Group rehearsal. The entire production runs through a few programs on stage to ensure that everything’s coming together as should be. This is also a good time to take note of surprises on and offstage: Watch out for the lump under the marley on downstage right! Check your exits and entrances, because there are more side curtains here. Don’t walk into the big cardboard cutout of the Lion King next to the quick-change! What the audience doesn’t see can be another show altogether.
Dinner is when we fill ourselves with the right stuff to get through the show. There are those who beeline to the Nespresso machine, but I opt for meat, veggies, and hearty soup. And don't forget dessert! Some dancers try to cut sugar, but for me that would be like cutting oxygen. After dinner, I always grab something sweet like a cupcake. (Or two.)
Touch-ups. Now’s the time to pull and twist my hair into a tight performance bun—I call it “hair jail”—and retouch make-up. Then an hour or so before show time, we begin warming up and practicing jumps, spins, fan-shen, flips, and other techniques that we need for the show.
The house curtain goes down and the house opens. After changing into my first costume, I triple check everything again. As everyone gathers back on stage, we can hear the muffled voices of the audience from behind the thick curtains.
“Ladies and gentlemen, may I have your attention please, before we begin…” By this time everyone is in position and ready to go as the emcees read preshow announcements. The dancers are buzzing with excitement, but we wait until the announcements finish before wishing each other good luck. This is done through a series of elaborate long-distance handshakes, dramatic gesturing, and muted well wishes.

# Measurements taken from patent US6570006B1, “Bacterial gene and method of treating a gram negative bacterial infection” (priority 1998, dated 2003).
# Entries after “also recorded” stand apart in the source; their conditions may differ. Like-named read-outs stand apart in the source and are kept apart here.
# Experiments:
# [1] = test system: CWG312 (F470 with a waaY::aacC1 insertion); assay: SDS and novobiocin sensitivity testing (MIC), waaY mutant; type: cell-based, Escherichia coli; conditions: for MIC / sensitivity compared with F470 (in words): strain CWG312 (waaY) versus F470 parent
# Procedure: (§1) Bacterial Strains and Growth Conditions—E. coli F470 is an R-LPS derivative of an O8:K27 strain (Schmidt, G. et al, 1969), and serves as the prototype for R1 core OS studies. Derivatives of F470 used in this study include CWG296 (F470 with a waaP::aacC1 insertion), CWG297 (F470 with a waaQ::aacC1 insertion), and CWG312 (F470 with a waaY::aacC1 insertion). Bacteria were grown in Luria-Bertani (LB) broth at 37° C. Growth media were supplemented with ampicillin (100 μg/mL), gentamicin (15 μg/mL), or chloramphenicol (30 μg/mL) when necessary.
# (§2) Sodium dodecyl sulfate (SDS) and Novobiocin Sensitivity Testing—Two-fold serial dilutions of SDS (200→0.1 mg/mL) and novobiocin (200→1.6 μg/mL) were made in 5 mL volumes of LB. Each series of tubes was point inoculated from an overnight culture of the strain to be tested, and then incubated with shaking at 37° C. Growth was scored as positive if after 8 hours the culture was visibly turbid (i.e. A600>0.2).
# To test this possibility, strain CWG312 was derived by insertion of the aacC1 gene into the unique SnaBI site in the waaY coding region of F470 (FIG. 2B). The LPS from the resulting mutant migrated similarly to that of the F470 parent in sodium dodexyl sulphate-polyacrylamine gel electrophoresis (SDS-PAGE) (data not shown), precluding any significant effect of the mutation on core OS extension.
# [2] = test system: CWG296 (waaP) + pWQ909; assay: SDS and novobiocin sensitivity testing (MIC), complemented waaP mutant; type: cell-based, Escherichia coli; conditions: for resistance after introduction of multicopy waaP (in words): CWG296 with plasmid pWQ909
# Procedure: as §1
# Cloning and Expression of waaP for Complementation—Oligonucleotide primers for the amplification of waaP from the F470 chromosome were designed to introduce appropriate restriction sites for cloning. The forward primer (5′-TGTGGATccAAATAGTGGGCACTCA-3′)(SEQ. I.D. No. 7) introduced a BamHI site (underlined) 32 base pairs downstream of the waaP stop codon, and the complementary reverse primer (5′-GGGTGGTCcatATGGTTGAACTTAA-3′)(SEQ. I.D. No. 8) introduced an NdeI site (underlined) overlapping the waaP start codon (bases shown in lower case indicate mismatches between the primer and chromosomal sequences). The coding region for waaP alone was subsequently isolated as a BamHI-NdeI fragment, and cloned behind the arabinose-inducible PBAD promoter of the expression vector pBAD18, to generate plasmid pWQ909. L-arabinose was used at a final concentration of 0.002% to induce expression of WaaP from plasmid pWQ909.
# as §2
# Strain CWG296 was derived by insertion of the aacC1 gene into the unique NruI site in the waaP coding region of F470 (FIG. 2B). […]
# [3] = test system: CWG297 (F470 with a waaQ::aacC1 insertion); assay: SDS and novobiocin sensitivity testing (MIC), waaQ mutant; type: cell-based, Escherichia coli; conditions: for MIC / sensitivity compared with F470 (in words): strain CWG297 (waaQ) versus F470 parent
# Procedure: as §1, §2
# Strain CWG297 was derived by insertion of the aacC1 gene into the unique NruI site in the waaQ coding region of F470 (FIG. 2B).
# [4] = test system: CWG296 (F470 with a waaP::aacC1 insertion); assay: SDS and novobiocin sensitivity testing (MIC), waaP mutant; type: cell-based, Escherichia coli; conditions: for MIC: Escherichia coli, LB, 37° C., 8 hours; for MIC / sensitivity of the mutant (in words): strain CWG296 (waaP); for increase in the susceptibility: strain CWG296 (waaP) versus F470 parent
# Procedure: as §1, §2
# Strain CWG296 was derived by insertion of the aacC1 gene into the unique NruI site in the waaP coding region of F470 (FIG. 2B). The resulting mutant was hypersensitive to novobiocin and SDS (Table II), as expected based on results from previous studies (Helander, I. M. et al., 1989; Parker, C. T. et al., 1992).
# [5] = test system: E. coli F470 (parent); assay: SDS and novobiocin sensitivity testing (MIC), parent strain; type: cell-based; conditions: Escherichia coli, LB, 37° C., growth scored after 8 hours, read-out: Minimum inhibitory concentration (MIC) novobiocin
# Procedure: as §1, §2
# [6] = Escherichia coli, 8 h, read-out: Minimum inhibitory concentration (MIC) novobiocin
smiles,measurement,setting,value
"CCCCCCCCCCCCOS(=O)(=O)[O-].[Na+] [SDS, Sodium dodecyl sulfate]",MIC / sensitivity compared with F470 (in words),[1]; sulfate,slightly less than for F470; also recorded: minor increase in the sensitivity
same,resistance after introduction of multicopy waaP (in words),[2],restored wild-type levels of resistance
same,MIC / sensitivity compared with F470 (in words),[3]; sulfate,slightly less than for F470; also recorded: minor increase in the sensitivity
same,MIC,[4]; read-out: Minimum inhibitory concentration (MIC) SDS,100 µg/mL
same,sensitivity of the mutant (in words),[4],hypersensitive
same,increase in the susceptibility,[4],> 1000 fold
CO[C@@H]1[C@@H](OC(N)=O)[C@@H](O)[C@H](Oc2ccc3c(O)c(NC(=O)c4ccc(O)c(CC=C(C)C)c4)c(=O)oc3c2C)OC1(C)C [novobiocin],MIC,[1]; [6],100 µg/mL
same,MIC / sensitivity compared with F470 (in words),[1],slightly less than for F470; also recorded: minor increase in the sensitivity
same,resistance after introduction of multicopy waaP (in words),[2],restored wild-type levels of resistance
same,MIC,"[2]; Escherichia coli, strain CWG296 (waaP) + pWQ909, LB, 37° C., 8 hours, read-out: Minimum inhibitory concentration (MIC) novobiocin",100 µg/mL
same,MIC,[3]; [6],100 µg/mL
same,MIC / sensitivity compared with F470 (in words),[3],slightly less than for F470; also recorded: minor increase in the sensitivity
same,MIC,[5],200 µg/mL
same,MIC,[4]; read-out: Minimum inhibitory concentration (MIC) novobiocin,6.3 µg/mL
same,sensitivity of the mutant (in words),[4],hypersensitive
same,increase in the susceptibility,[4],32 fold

Gooooooong, it’s show time! Every Shen Yun show starts with a strike of the gong. Then the curtains rise, fog billows, and a beautiful scene is unveiled. The energy is almost palpable as 80 artists come together to bring the stage to life. In this moment, everything we’ve worked for over the past six months comes together in a heartbeat and melds into one.
The curtains close for the final time, and we’re done—for today at least. The dancers gather on stage for a quick recap of the show. This is really helpful because it helps everyone learn from experience. When you have a team behind you, life doesn’t seem so… stressful. And hardships are easier to overcome.
Makeup off and suits on, we file back onto the bus. I’m bone-tired by now, but it’s my favorite part of the day. (If we were striking out, there would be another hour or so of packing, etc. But that’ll make for a whole other story.)
During the drive back to the hotel, everyone is chatting about the show, snacking, and just enjoying life. And, oh yeah, I can finally take my hair out of “jail.”
After a hot shower, I flop onto bed and snuggle in deep. Right before I doze off, I’m filled with calm satisfaction and a sense of accomplishment. It’s like the kind of joy you get after climbing up a mountain and finally standing at the peak. It’s a feeling not even chocolate can compete with.
Soon I’m deep into dreamland… Tomorrow will be another busy day. But whatever is in store, I’ll be ready!
March 9, 2019